The restaurant is called Boeufhaus and its tagline is “eat carnivorously,” which might mislead you into thinking that this is merely a palace of beef, where vegetarians and pescatarians will be left out. You’d be wrong, since the French and German-inflected steakhouse, led by chef Brian Ahern, gives as much thought to its non-meat dishes. The menu is blessedly focused, and you begin with a mix of snacks and starters. A firework of fresh crudités are beautifully presented in a glass dish and served on ice alongside a creamy Green Goddess dressing. Thin slices of salmon are drizzled with ginger oil, then decorated with pickled mushrooms, chilies and crispy skin. A velvety polenta comes topped with nubs of escargot, a dish I’ll dream about come cold temperatures. A foray into meat led us to the fleischschnacka, pork sausage pinwheels wrapped up in pasta. The starters are so ridiculously good that it’s a little let down when the meal starts to falter. There are steaks, of course, like the 55-day aged ribeye, pricey for the area at $60 (though not for the city), which is well-salted with a nice funk. But it, and the seared halibut, were served lukewarm, while the bread crumbs atop the cauliflower gratin were burned. Desserts change frequently, which is good, since the tiny apple tart felt like an afterthought. Still, there’s a ton to like here, including the delightful server, who knowledgeably guided us through the wine list. Boeufhaus isn’t perfect, but I’m already thinking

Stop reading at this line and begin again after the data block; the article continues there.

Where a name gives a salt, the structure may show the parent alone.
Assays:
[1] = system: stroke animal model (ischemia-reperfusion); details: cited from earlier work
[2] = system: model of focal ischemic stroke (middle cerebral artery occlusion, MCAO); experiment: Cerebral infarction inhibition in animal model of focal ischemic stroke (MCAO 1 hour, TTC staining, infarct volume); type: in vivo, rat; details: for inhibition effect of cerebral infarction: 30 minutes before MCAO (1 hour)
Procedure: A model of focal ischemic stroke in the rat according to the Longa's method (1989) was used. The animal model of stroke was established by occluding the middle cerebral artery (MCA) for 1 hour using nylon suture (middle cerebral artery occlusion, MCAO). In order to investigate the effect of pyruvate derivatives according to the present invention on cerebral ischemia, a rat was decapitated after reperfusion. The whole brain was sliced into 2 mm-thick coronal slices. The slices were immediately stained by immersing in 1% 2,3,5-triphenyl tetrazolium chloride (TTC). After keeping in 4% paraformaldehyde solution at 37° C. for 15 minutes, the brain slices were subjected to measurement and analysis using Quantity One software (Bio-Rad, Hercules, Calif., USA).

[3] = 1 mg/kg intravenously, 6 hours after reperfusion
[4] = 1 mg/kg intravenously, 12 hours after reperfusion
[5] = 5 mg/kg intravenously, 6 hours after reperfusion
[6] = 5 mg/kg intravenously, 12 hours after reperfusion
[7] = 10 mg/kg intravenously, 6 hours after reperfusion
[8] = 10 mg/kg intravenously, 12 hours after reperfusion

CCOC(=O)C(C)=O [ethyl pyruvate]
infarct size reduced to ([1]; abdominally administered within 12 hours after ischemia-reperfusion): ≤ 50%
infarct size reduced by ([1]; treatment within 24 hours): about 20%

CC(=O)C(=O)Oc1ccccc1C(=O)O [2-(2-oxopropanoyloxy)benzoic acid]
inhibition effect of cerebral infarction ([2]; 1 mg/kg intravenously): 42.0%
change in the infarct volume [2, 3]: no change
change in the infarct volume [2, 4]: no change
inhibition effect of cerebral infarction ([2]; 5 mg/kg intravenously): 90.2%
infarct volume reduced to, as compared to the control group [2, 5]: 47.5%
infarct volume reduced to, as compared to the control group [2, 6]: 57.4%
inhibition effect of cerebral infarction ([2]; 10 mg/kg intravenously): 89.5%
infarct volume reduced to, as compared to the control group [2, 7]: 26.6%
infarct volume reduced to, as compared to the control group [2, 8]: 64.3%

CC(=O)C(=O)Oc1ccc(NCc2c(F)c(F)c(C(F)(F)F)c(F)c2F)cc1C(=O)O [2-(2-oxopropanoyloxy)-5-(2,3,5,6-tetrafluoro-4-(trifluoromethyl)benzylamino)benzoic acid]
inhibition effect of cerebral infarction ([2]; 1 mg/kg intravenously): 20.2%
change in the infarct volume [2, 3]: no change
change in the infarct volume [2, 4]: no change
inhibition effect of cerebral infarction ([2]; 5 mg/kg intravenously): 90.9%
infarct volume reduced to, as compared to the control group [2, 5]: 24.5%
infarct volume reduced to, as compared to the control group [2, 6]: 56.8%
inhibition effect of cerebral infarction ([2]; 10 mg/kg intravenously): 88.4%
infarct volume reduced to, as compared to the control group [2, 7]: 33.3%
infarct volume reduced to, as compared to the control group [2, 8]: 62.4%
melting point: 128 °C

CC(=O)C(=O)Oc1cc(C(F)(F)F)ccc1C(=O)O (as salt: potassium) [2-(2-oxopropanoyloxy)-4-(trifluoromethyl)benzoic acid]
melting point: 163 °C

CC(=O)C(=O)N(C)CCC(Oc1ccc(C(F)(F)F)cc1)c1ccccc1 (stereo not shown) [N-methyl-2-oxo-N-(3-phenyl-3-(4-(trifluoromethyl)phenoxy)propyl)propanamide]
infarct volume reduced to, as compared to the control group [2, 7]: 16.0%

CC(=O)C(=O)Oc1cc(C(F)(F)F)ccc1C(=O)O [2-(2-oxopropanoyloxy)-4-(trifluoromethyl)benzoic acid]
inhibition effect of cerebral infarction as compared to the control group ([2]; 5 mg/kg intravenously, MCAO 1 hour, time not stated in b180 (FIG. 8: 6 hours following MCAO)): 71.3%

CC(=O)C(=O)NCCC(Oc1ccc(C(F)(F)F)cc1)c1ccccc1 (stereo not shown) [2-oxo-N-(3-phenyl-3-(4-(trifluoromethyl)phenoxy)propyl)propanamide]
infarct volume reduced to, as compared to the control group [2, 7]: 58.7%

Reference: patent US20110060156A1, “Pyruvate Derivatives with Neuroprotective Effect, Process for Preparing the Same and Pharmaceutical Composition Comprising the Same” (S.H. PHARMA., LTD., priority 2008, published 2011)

Bang Bang Pie & Biscuits poses some downright tough dilemmas: Pie or biscuits? Key lime or mint-chocolate? Candied bacon or braised greens? The good news is, if you visit often enough, you'll be able to try it all. Other Chicagoans know this, too, as evidenced by the line that often stretches out the front door on warm summer days. Whether you visit the Logan Square or Ravenswood outpost, there are usually six pies on the menu every day. The flavors rotate regularly, offering a taste of seasonal produce and funky flavor combinations concocted for special holidays. Come summer, diners might be able to grab a slice of lemon pie with tangy lemon cream, frothy lemon mousse and lip-smacking lemon curd. In the winter months, keep an eye out for more indulgent creations, like the chocolate-caramel pie with shortbread cookie crust. Key lime is available all year for good reason—it's an excellent example of what the little shop can do. Citrusy custard pools in a graham cracker crust before being topped with a dollop of fresh whipped cream. It's spectacularly simple yet inexplicably divine. The biscuit menu is a bit more complex, with biscuit sandwiches, biscuits drowning in gravy and biscuits piled with eggs and candied bacon, among other iterations. First-timers will delight in the Scratch variety, which is served with seasonal butter and jam, allowing the dense but fluffy pastry to really shine. But that shouldn't keep you from ordering the avocado biscuit, which is topped with p